This is one one in a series of 4 articles about Toyota’s Stages of Leader Development
Being a leader means that you’ll be responsible for driving the company forward – or at least some part of it – and helping those below you grow. However, a critical component of leadership (that often gets ignored by those comfortable in their positions) is the need to develop your own skills.
This is a critical component of Toyota’s kaizen as well, and it should be one of your top priorities when pushing the organization towards constant improvement. Just remember that this improvement starts with you.
Streamlining your own work
One of the best ways to ensure that you’re always on the right track to self-development is to avoid cluttering your workflow with unnecessary details. Ideally, you should have a completely standardized working environment, where you always know exactly where everything is. That way, you can occupy your mind with only what’s truly important, attaining new skills and distributing them down the chain.
Another way to look at this is that you should always strive to apply lean principles in your own work. Look for waste and remove it. Is there some process that you keep repeating on a daily basis, but can be automated or where waste can be removed? Are you wasting any time on daily communication that can be summarized in weekly or even monthly e-mails? It might only take a minute or less each day, but those little struggles can stack up incredibly fast and leave you cluttered with senseless details, never able to look up to the big picture.
Learn from others
If you’re not at the highest position in the organization, there is someone above you who can teach, coach and mentor you. It’s important for you to show an active interest in those coaching sessions, and take as much as you can from them. Ideally, you’ll want to establish a mentor-like relationship with one specific person.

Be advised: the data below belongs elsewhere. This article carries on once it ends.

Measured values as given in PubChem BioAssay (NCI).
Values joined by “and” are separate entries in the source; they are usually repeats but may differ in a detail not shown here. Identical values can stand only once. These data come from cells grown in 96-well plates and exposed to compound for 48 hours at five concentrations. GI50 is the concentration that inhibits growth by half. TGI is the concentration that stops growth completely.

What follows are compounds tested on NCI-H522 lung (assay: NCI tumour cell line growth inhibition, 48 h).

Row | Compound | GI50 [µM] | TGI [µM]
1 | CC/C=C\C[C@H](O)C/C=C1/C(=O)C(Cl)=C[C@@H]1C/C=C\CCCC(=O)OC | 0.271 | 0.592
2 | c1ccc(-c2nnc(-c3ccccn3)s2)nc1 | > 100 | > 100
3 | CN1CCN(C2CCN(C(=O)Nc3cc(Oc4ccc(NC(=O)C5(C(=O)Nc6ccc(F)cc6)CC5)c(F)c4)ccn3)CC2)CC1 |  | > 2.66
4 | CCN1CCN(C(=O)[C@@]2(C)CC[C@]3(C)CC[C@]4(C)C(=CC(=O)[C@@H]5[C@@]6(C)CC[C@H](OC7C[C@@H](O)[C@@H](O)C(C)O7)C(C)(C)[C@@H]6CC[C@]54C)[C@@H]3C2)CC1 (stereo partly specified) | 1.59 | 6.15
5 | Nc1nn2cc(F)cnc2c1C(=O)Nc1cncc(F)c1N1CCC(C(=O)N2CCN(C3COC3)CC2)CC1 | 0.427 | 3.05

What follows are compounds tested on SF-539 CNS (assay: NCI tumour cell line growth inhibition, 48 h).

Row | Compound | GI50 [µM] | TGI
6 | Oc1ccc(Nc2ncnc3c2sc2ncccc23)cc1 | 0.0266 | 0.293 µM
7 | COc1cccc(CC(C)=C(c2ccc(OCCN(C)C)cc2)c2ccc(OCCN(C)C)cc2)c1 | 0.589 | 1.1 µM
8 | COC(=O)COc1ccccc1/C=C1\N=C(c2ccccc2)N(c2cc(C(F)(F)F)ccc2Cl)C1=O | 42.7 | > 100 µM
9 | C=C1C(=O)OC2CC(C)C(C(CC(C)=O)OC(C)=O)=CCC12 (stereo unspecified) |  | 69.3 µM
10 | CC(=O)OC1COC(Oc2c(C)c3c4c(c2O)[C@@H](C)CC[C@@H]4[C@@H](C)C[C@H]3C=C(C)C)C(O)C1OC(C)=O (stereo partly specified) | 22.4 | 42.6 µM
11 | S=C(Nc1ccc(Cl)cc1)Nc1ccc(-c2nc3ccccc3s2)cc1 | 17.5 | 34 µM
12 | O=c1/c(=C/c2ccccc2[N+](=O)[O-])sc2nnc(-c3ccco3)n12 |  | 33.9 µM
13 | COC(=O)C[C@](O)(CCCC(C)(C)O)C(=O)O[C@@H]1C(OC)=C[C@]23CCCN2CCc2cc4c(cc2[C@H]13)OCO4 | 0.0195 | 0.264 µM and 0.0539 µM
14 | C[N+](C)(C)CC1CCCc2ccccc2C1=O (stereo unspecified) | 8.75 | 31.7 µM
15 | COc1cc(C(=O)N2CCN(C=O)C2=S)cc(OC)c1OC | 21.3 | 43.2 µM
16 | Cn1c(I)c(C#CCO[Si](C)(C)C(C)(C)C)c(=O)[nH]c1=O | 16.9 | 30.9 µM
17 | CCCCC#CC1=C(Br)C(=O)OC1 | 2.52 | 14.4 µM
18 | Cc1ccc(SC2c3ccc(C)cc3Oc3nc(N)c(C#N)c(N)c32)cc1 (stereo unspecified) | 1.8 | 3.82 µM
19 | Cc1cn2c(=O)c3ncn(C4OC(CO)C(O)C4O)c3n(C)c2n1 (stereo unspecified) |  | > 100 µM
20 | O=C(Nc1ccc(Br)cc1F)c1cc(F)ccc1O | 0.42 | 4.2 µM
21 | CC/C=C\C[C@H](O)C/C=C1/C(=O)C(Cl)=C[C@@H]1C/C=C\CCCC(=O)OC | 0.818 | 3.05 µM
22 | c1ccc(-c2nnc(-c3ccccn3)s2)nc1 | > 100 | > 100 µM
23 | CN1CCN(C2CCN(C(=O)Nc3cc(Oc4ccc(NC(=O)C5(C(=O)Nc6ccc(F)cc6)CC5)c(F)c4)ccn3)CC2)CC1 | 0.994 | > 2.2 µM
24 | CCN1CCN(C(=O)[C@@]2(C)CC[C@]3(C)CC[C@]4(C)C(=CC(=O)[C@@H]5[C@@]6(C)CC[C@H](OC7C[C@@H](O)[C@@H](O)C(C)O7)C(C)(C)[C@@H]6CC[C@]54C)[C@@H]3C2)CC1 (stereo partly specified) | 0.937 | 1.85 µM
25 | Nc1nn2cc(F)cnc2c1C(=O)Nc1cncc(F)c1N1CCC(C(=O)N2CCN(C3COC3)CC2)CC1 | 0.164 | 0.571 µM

Even if you’re the top leader of the organization, you can still find someone to guide you through the mess ahead of you, and to coach you how you can do something truly good with your current potential.
Don’t forget that those useful tips don’t necessarily have to come from someone above you either. Sometimes, an employee sitting below you in the hierarchy can give you some surprising insights. Don’t disregard them, and make sure that you always take as much useful information from the world around you as you can.
Last but not least, it’s important to remember that you’ll never be able to truly grow without challenging yourself constantly. If you never get out of your comfort zone, you won’t learn anything significantly different from what you already know, and you’ll stagnate. And with you, the organization will suffer as well.
Of course, this doesn’t mean that you should take unnecessary risks, or put yourself in a position where you can’t complete a task because you “bit off more than you can chew.” But by adding onto your work in appropriate increments (like training at the gym), you should see some noticeable results in your ability to grow and learn.
Another way to challenge yourself is to ask others to rate your performance, and actually take their feedback into consideration. Many leaders let these comments slide past their ears – unless they’re positive. Often the negative remarks from people who report to you can open your eyes to something critical about your way of working that you might have missed before. Never underestimate what you can learn from those below you, as we pointed out above, and always show them that you respect their input and value it.
As long as you’re willing to sweat and struggle along with everyone else in your organization, you’re going to see obvious results in your self-development. And as each individual makes improvements, the whole organization is going to grow and move in a positive direction.
Don’t ever fall into the trap of thinking that you’re in a position where you can’t improve anything else about your way of working. That’s a surefire way to limit your career. When you’re in a place where an entire organization depends on your thoughts and decisions, it’s a completely irresponsible attitude to have.